Koepka has proved that he’s plenty good enough, of course: He’s a combined 20 under in the majors since the beginning of 2017, the best of any player during that span. But he still searches long and hard for a chip to put on his chiseled shoulder.
In his presser after winning at Shinnecock, Koepka said that he sometimes feels disrespected and forgotten, at least compared to his more-ballyhooed peers. It didn’t necessarily bother him – he prefers to stay out of the spotlight anyway, eschewing a media tour after each of his Open titles – but it clearly tweaked him enough for him to admit it publicly.
That feeling didn’t subside after he went back to back at the Open, either. On U.S. Open Sunday, ESPN’s Instagram page didn’t showcase a victorious Koepka, but rather a video of New York Giants wide receiver Odell Beckham Jr. dunking a basketball.
“He’s like 6-foot-2. He’s got hops – we all know that – and he’s got hands. So what’s impressive about that?” Koepka said. “But I always try to find something where I feel like I’m the underdog and put that little chip on my shoulder. Even if you’re No. 1, you’ve got to find a way to keep going and keep that little chip on.
“I think I’ve done a good job of that. I need to continue doing that, because once you’re satisfied, you’re only going to go downhill. You try to find something to get better and better, and that’s what I’m trying to do.”
Now 28, Koepka has a goal of how many majors he’d like to win before his career is over, but he wasn’t about to share it.
Still, he was adamant about one thing: “Right now I’m focused on winning. That’s the only thing I’ve got in my mind. Second place just isn’t good enough. I finished second a lot, and I’m just tired of it. Once you win, it kind of propels you. You have this mindset where you just want to keep winning. It breeds confidence, but you want to have that feeling of gratification: I finally did this. How cool is this?”
So cool that Koepka can’t wait to win another one.
Despite results, Thomas loves links golf
CARNOUSTIE, Scotland – Despite poor results in two previous Open Championships, Justin Thomas contends that he has what it takes to be a good links player. In fact, he believes that he is a good links player.
Two years ago at Royal Troon, Thomas shot 77 in the second round to tie for 53rd place. He was on the wrong side of the draw that week that essentially eliminated anyone from contention who played late Friday afternoon.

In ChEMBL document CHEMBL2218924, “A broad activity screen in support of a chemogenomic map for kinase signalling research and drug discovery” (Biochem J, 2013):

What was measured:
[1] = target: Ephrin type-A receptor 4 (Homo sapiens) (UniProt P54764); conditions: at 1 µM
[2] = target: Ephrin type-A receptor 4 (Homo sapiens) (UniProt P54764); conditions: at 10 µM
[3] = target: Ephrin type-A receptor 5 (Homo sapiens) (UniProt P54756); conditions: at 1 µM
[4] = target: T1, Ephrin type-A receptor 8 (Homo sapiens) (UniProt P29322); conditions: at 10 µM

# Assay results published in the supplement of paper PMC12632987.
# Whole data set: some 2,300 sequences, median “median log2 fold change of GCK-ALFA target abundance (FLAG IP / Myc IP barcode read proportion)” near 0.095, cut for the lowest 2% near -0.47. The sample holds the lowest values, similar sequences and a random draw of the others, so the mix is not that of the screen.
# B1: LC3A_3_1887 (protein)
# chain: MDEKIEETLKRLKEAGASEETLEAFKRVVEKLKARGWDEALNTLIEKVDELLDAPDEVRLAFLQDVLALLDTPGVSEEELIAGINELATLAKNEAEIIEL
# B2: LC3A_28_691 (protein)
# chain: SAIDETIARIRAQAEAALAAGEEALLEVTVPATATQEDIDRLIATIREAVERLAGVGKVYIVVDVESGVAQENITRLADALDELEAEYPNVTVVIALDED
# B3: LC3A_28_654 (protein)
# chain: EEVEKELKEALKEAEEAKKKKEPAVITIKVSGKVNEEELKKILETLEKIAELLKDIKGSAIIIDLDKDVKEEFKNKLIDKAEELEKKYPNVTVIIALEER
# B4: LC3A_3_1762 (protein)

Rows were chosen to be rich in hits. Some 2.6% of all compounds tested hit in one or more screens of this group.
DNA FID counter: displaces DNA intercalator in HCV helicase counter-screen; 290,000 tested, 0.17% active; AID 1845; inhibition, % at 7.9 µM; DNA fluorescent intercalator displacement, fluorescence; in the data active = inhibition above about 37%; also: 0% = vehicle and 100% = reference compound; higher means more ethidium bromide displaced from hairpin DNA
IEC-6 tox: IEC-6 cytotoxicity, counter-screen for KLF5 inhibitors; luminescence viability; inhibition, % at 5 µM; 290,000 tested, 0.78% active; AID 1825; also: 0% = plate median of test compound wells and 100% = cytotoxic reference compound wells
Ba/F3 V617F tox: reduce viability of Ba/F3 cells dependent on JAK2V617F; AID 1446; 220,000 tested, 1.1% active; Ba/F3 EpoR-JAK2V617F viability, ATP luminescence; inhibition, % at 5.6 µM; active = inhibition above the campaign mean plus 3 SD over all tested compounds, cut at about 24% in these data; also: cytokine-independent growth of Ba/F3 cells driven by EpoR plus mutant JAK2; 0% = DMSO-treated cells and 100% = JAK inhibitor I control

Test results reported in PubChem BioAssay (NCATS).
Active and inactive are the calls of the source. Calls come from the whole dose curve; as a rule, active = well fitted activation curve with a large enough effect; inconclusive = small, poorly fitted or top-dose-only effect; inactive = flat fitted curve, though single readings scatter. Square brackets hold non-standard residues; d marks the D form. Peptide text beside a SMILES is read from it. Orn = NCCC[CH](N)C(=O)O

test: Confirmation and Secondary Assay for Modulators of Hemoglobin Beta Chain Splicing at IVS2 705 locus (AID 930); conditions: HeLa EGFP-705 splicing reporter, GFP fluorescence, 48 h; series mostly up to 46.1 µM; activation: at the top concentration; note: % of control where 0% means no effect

Last year at Royal Birkdale, Thomas made a quintuple-bogey 9 on the par-4 sixth hole in the second round and missed the cut by two shots.
“I feel like I’ve played more than two Opens, but I haven’t had any success here,” Thomas said Tuesday at Carnoustie. “I feel like I am a good links player, although I don’t really have the results to show.”
Although he didn’t mention it as a reason for success this week, Thomas is a much different player now than he was two years ago, having ascended to the No. 1 position in the world for a few weeks and now resting comfortably in the second spot.
He also believes a high golf IQ, and the ability to shape different shots into and with the wind are something that will help him in The Open over the next 20 years.
“I truly enjoy the creativity,” Thomas said. “It presents a lot of different strategies, how you want to play it, if you want to be aggressive, if you want to be conservative, if you want to attack some holes, wait on certain winds, whatever it might be. It definitely causes you to think.
“With it being as firm as it is, it definitely adds a whole other variable to it.”
Reed's major record now a highlight, not hindrance
CARNOUSTIE, Scotland – The narrative surrounding Patrick Reed used to be that he could play well in the Ryder Cup but not the majors.
So much for that.
Reed didn’t record a top-10 in his first 15 starts in a major, but he took the next step in his career by tying for second at the 2017 PGA Championship. He followed that up with a breakthrough victory at the Masters, then finished fourth at the U.S. Open after a closing 68.
He’s the only player with three consecutive top-4s in the majors.
What’s the difference now?
“The biggest thing is I treat them like they’re normal events,” he said Tuesday at Carnoustie. “I’ve always gone into majors and put too much pressure on myself, having to go play well, having to do this or that. Now I go in there and try to play golf and keep in the mindset of, Hey, it’s just another day on the golf course. Let’s just go play.
“I’ve been able to stay in that mindset the past three, and I’ve played pretty well in all three of them.”
Reed’s record in the year’s third major has been hit or miss – a pair of top-20s and two missed cuts – but he says he’s a better links player now than when he began his career. It took the native Texan a while to embrace the creativity required here and also to comprehend the absurd distances he can hit the ball with the proper wind, conditions and bounce.
“I’m sort of accepting it,” he said. “I’ve gotten a little more comfortable with doing it. It’s come a little bit easier, especially down the stretch in tournament play.”